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01-30-2012, 05:05 PM   #1
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645D Print Sizes?

Hoping someone here who has had some experience printing their 645D images can lend a hand.

I'm trying to put together a few galleries of images available for purchase by print and am scratching my head on what size prints to offer since the images come out of the camera at an odd size and don't fit the normal 4x6, 8x10 convention.

Wondering if i should float the image inside the standard size paper as to include a white border or crop the image (which i'd rather not do) to a standard printable size.

Anyone who wants to weigh it i'd be greatly appreciative. Also looking for the standard list of sizes to make available if anyone has any opinions on that as well.

Thanks in advance.
Cris...

01-30-2012, 06:53 PM   #2
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You might want to consider a border on larger prints to leave space for matting if people decide to have it framed.

Where are you printing? Are you using a printer that ships direct to the customer? Or getting prints shipped to you? Or doing it yourself?

If you are doing them yourself or having them shipped to you, you could always choose the best fit paper and then trim. I just got some 16:9 prints back from Adoramapix, I printed them full size on 10x20 and then trimmed the small amount of paper on the sides.

If you are thinking about doing your own prints, I just bought this eBook and thought it was $5 very well spent, it covers a lot sort of these questions:
Craft & Vision | Making the Print
01-30-2012, 08:52 PM   #3
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I frame and mat to the image size.
01-30-2012, 09:30 PM   #4
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Originally i was looking at having printing and fulfillment done through Millers Professional Lab via my Zenfolio account, but am now looking at the option of printing smaller size jobs myself and only using them for large prints. Verdict is still up in the air.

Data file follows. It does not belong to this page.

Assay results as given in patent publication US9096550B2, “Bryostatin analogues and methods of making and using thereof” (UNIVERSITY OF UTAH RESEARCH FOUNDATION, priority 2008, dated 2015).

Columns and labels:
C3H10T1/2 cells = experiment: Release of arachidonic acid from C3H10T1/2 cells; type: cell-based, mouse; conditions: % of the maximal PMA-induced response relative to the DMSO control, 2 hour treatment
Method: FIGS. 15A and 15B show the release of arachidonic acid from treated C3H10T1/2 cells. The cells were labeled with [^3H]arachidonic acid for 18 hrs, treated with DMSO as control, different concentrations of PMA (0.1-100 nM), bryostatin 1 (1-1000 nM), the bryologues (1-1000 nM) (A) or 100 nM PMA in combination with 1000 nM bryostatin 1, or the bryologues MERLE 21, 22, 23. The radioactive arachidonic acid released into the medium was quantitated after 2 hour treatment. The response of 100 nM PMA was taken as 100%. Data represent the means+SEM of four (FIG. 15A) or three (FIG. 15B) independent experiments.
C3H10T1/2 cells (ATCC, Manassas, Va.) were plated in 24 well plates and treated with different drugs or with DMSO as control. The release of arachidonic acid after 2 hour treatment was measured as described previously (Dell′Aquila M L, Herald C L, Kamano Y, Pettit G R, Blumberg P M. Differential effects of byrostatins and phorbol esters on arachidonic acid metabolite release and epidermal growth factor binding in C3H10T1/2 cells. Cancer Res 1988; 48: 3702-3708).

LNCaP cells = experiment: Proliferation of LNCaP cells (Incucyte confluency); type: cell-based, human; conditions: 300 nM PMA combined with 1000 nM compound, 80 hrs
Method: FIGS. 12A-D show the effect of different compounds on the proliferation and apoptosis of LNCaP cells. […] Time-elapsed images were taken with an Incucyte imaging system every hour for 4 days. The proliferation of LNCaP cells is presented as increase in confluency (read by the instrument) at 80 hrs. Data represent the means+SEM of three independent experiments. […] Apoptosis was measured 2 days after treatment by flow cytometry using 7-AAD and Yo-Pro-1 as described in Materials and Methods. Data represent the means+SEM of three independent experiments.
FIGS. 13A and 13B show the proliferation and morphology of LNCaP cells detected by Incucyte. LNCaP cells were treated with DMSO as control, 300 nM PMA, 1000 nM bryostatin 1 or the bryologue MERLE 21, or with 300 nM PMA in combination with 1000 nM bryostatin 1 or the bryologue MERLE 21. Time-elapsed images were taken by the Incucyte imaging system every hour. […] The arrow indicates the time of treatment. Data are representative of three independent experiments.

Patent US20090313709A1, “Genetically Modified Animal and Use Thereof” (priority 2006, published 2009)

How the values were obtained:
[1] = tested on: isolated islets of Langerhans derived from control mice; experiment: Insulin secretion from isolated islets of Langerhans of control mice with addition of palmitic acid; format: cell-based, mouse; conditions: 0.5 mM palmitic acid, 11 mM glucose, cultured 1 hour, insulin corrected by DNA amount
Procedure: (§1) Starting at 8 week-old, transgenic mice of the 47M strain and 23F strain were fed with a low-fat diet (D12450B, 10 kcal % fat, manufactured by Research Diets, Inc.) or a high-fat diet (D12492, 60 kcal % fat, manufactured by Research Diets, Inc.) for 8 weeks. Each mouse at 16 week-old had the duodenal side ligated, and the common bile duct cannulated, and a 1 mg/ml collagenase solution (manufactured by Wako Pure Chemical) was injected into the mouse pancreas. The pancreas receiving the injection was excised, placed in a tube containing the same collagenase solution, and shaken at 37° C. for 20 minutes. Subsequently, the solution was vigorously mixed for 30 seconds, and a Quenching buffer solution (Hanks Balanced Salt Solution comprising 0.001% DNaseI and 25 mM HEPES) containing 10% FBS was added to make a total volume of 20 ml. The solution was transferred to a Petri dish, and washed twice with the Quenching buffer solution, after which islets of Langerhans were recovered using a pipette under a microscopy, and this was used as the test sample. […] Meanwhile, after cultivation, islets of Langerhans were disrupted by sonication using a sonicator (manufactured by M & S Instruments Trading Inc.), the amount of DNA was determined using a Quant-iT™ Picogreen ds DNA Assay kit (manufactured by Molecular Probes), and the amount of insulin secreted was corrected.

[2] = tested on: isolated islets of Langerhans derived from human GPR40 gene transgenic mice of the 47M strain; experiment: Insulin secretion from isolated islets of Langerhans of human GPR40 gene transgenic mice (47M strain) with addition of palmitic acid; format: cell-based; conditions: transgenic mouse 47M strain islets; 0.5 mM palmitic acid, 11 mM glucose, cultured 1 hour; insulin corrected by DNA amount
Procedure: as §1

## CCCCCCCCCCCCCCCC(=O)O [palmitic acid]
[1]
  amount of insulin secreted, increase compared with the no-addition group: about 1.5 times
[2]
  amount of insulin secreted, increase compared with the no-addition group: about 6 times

I personally don't mind leaving some white around the image, I think it looks nice and i guess framing isn't that big of an issue. If someone is buying these prints chances are they are going to custom frame them and not try to find a prefab frame.

Funny you should mention that ebook, i purchased it the other day and am about half way through it.

If either of you have websites with your prints and sizes available i'd love to see how you are setting them up.

Thanks again for the response.

Cris...

02-03-2012, 05:47 PM   #5
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It will very much depend which country you are referring to when size comes into mind. In the good old days, people use 'photographic' sizes, country dependent of course, this would go from the standard 10"x8" to 30"x40" or beyond. But in the digital era, they come in office paper sizes, no longer working in photographic sizes any longer, I suggest you offer two to three sizes to suit different size wall (quality dependent), so people can chose according to their wall size, always allow white border for framing with or without matting.

I'm selling my prints via a local gallery, I have three sizes and they are A3+ (329mm x 483mm), A2 (420mm x 594mm) and A1 (594mm x 840mm), and occasionally some ask for larger print sizes so as long the quality can stretch that far.
02-03-2012, 06:21 PM - 1 Like   #6
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Print them as big as you can afford. With the 645D that will not be an issue. Few people are willing to buy "letter-sized" prints that they can print themselves on their printers from their phones.

As a starting point think of 16" x 20" and up. It is a standard photographic size with many mats and frames are available commercially at that size to make framing easy and reasonably priced. It also put you outsize the sizes used by amateurs and enthusiasts, so collectors see added value in your work.

I print all my images for the gallery, and although I do some small sizes for special occasions, typically at 24" x 24", 24" x 30" or 24" x 40"+. My printer is 24" wide so I am limited to that. For a few special images I outsource the printing for 44" x 72" prints.